Foot pain can keep you from moving through your daily routine, let alone doing the extra things you love. Luckily, your life doesn't need to be dictated by your feet. And one of the easiest ways to keep foot pain from getting in your way is to rethink the shoes you're wearing and what you put in them.
The Basics ---
- There are lots of causes for foot pain, but choosing the right footwear can help your day-to-day comfort. Avoid high heels and narrow shoes. Instead, look for shoes with thick soles and cushioning.
- When picking out shoes, wear the socks you intend to wear with the shoes, make sure there is space between the end of your longest toe and the front of the shoe, and try to walk on various surfaces to see how your feet feel in the shoes.
- Shoes are made with little to no arch support so they are comfortable for people with even the lowest arches. Adding arch support insoles will increase the support of the shoe, which will also increase your comfort.
- We recommend Tread Labs Pace insoles for an extra firm fit that comes in four arch heights to match the contours of your feet.
What You Need To Know ---
We spend about 235 days of our lives on our feet, so it’s no surprise that 80% of us have experienced foot pain. While the cause of your foot pain may be unique to you, there are some very common foot issues that could be an explanation.
Why Do My Feet Hurt?
- Bunions - A bunion is a bony bump that forms on the joint at the base of your big toe. It's a result of some of the bones in the front of your foot moving out of place.
- Hammertoes - When your toe has an abnormal bend in the middle joint. Typically caused by shoes with high heels or narrow toe boxes.
- Corns and Calluses - Thick, hardened layers of skin on your feet usually caused by poorly fitting shoes that cause friction and pressure on an area of your foot.
- Morton’s Neuroma - A thickening of tissue around a nerve leading to the toes. Often the result of pressure or injury.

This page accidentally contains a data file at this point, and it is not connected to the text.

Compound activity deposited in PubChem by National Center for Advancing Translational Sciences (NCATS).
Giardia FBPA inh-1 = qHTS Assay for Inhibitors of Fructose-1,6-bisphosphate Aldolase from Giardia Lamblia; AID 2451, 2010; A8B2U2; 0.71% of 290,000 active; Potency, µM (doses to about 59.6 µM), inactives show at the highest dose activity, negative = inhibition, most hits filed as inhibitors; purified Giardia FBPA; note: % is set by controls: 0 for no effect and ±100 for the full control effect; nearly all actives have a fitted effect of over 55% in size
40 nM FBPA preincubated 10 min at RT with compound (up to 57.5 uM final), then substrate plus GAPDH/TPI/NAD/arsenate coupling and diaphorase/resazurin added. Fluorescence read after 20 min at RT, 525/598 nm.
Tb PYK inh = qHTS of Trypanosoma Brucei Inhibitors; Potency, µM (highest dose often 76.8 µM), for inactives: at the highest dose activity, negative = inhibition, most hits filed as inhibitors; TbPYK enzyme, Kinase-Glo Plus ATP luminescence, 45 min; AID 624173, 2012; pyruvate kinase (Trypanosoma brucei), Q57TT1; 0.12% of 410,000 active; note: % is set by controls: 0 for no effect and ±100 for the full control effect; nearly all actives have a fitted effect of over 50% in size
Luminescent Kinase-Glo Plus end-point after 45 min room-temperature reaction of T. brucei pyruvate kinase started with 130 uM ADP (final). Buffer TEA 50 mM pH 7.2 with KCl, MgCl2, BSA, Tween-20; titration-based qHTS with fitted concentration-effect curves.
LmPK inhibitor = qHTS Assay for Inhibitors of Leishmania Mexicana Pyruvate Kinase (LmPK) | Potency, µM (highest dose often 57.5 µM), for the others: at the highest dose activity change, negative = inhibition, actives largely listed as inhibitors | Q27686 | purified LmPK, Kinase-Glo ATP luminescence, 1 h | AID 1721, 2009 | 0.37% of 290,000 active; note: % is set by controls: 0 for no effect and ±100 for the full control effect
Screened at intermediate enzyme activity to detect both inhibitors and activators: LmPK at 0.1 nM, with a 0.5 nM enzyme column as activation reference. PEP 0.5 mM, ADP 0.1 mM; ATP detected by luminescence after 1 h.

If you have persistent foot pain, of course you should consult with your doctor. But while you're waiting for your appointment to roll around, there are two other things to do that will help.
Start with your shoes. Find footwear that is designed for comfort and support. Then add firm arch support insoles that match the contours of your feet.
How To Shop For Foot Pain Relief Shoes
When you're on the hunt for shoes, sometimes you can tell if a pair of shoes will be comfortable just by looking at them. You can judge them by how they're constructed, what materials they're made of, if they're narrow, and how thick the soles are. Shoes that don’t give your feet enough room, support or cushioning won't feel good.
Shopping for shoes when you have foot pain ups the stakes. You want to make sure you're spending your money on comfortable footwear that makes your feet feel better, not worse.
Before you buy a pair of shoes that promises to “cure back and foot pain,” do some research to make sure you’re getting the greatest comfort for your feet and lifestyle.
It’s always better to try on shoes before you buy them, especially if it’s a brand you’ve never worn before. Spending some time walking around in a pair of shoes to see how your feet feel gives you an idea of how well they'll work for you long-term.
Harvard Medical School offers some helpful advice for shoe shopping:
- Shop for shoes at the end of the day, after your feet have naturally expanded during the day.
- Wear the same socks you intend on wearing with the shoes.
- Measure your feet and if one foot is bigger than the other, purchase a size that fits the larger foot. Also remember, size varies among manufacturers so you may need to try sizing up or down from your regular size to get the right fit.
- When standing, your feet should have room. There should be at least a quarter- to a half-inch of room between the end of your longest toe and the end of the shoe.
- Try walking around in the shoes, on various surfaces if possible. Pay attention to how your feet feel – are they comfortable or do the shoes feel snug. Do the shoes slip at all when you walk?
Most shoes don't have built-in arch support. When you're trying on shoes, if it feels roomy under your arch, there's not enough support. You can also tell how much support the shoe offers by pulling out the factory insert, reaching in and feeling along the arch. Does it feel flat? Probably.